Let me introduce myself. My name is Mark Sisson. I’m 63 years young. I live and work in Malibu, California. In a past life I was a professional marathoner and triathlete. Now my life goal is to help 100 million people get healthy. I started this blog in 2006 to empower people to take full responsibility for their own health and enjoyment of life by investigating, discussing, and critically rethinking everything we’ve assumed to be true about health and wellness...Tell Me More
The dedication of my readers to maintain the Primal lifestyle through thick and thin never ceases to impress me. They fly halfway across the world just to go barefoot, eat turkey skin, crawl around on a jungle gym, and hunt for sandcrab carcasses in Oxnard, CA. They research, shop for, and eventually purchase entire chest freezers and then fill the interiors with cow, lamb, and pig pieces. And, if a slew of recent emails is indeed representative of the community at large, they’re deeply committed to eating Primally when traveling, on the road, camping, or in the middle of the ocean. (In the last week I’ve received emails from a band member, a truck driver, a backpacker, and a naval officer.) That’s great, and I’m happy to hear about the dedication, but they weren’t writing in for virtual pats on the back. They wanted cold, hard advice for staying dietarily true in unfamiliar, potentially unfriendly locales, and I thought I’d help out.
So, what is one to do without access to the local grass-fed beef guy, cast iron skillets, bug-eating chicken eggs, and the diner that cooks everything in bacon grease?
If you don’t want to be relegated to canned items and dry goods on your road trip, this is a no-brainer. Get a medium- or large-sized cooler and two gallon-sized ziploc bags full of ice, plus two more spare bags. When the ice melts, stop at a gas station or fast food joint, dump (or drink) the water, and refill the bags with fresh ice. If a bag breaks, pull out a new one. You’ll have a portable fridge and a constant, inexpensive way to keep it, and your food, cold.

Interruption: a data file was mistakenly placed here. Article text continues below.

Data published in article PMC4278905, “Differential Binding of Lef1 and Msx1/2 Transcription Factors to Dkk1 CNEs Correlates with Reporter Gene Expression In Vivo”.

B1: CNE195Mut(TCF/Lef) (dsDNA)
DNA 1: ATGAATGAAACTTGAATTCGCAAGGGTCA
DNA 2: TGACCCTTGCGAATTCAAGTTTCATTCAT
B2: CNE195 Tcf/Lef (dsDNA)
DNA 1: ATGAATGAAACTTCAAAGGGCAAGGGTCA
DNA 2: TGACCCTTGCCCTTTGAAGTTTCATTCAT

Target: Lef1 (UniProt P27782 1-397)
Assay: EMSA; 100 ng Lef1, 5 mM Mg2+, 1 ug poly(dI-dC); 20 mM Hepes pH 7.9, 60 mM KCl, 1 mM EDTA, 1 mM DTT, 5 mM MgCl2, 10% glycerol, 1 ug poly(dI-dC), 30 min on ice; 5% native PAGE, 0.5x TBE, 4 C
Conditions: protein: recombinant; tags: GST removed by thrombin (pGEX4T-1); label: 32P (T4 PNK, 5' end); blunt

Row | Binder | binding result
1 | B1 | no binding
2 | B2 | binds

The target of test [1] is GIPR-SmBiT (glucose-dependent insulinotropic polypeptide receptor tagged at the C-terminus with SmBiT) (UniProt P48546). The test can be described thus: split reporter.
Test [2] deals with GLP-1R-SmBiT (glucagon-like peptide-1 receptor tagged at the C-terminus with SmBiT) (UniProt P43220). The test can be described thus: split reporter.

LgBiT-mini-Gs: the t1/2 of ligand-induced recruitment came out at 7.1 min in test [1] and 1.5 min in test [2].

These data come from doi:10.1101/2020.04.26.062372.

The day before your departure:
Hard boil at least a dozen eggs per person. My method for large eggs: put eggs in pot, cover with two inches of cold faucet water, bring to a roiling boil, turn off heat, put the cover on, and let sit for seven minutes. After seven minutes, dunk your eggs in an ice bath to stop the cooking. This leaves the yolk slightly soft and still creamy. Add 30 seconds to the cooking time if you want a drier yolk. Place eggs in gallon ziploc bags. Keep the shell on and a steady supply of ice in the cooler and they’ll last up to a week. Take some salt and pepper, too.
Cook two or three pounds of meat per person. Be it a roast or a bevy of steaks, get your hands on the best meat you can and grill it, roast it, or sear it. Stick to ruminants (beef, lamb, bison), since they keep better than chicken, pork, or fish (less delicate polyunsaturated fats). Stick to singular hunks of meat you can conceivably eat cold with your hands, rather than stews, chilis, or soups that require utensils and heating. Keep the sauciness to a minimum and stick to simple flavors, like salt, pepper, and a few herbs.
Roast, grill, or bake a bunch of veggies. Cook some sliced carrots, onions, peppers, cauliflower, zucchini, and asparagus – or any physically large vegetables that taste good cold – and pack them away. The easiest way is to throw them in a roasting pan with some salt, pepper, and fat (olive oil, coconut oil, macadamia oil, or palm oil all work great). The tastiest way is to grill them over open flame, seasoned similarly. Include a few baked sweet potatoes, too, which taste incredible cold.